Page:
This, that, it, these, those.


Today I faced some new sentences with a lot of "det", "den", "denne", "dette", "disse"..

I have a dilemma about some things. Especially about, when to use "det and "den".

Today I got 2 sentences: Jeg liker den. and Jeg liker det.

Can somebody please, say something more about those and give some examples when to use which? Even google.translate got a little confused when I give it "det" and "den". =)

3 years ago


Det is "it" for neuter nouns and Den is "it" for masculine/feminine. Correct me if I'm wrong, but you would also use Det with things that are unspecified, like the sentence "it is raining".

3 years ago
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Exactly so. The rule also extends to denne and dette.

3 years ago

Also, switching between den/det in a sentence like that can mean something more than just relating back to the noun. -in pointing out a jacket in a store and saying "Jeg liker den". (What you are saying is that you like that jacket, but you skip saying "jacket" since you are pointing at it, I prefer using jacket as a feminine noun but I would still say "Jeg liker den", or out full "Jeg liker den jakka" "Jeg liker den jakken".) -when answering do you enjoy being out here on the island/do you like working here/would you like having salmon for dinner "Jeg liker det", where det is used for situations, surroundings and feelings, stuff you can't necessarily touch.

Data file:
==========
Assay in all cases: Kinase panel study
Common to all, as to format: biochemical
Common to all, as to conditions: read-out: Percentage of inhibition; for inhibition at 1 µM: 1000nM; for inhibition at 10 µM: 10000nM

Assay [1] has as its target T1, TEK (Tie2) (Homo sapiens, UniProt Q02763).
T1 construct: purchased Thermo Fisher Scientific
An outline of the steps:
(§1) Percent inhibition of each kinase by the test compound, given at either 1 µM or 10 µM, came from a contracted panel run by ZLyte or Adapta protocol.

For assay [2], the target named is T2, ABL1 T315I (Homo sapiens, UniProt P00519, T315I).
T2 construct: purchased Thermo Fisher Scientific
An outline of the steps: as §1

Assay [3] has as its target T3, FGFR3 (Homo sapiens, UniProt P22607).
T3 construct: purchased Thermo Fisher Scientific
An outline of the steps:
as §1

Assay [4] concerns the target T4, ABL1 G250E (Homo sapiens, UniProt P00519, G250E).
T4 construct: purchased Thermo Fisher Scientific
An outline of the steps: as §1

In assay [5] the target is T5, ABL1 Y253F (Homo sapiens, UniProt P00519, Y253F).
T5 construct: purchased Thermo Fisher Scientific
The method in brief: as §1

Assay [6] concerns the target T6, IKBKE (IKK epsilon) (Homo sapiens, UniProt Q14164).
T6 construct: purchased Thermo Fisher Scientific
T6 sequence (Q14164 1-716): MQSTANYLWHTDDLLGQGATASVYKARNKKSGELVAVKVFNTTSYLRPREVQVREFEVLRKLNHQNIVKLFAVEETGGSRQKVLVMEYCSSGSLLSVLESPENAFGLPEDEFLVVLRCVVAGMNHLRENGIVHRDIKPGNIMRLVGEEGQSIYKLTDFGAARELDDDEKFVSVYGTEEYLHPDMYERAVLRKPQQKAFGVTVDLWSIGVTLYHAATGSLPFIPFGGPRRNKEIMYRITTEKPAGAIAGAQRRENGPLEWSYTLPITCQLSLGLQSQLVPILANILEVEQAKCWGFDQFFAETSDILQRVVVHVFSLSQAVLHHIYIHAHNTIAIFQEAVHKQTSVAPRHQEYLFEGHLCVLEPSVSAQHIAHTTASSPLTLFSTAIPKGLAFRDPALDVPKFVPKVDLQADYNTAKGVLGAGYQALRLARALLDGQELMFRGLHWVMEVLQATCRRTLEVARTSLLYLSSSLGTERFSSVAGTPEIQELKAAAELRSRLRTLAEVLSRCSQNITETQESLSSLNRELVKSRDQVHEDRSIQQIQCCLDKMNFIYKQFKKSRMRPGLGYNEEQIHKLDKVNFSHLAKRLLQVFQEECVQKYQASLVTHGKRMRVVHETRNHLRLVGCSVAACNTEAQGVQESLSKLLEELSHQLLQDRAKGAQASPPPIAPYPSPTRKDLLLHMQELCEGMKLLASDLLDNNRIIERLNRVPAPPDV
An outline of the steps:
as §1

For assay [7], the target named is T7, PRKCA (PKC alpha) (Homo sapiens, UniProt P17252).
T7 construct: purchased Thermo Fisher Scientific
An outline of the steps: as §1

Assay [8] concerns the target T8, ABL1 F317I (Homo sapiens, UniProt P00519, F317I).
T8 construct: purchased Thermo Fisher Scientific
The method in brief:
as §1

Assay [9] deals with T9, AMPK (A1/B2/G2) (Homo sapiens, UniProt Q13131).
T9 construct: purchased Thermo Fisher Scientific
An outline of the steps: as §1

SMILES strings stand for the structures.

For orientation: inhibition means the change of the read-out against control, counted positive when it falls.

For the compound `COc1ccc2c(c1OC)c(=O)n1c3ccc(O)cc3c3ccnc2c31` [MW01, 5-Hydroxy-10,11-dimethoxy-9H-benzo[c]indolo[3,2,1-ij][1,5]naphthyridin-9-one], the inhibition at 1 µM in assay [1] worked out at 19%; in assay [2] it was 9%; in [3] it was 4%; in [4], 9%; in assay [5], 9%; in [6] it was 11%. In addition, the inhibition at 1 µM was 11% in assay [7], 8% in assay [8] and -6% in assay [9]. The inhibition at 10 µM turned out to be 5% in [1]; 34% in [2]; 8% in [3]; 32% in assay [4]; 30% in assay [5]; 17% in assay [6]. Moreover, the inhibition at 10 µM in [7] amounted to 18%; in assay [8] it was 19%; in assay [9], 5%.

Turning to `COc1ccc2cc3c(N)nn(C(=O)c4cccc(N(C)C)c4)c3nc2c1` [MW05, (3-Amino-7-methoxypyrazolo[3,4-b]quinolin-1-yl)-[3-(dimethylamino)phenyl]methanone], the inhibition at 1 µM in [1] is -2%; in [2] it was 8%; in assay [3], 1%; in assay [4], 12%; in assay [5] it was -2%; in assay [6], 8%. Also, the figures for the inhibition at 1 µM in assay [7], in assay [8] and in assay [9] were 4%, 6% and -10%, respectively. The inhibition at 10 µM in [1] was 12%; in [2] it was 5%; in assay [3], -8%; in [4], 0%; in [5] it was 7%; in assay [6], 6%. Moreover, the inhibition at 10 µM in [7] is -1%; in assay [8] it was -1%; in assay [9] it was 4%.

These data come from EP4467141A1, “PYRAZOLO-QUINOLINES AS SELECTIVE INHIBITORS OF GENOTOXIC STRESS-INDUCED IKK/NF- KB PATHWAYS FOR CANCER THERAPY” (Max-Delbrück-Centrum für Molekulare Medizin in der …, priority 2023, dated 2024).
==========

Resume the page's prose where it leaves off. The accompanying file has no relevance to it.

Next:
In English I guess they can both translate to either I like that or I like it..

3 years ago
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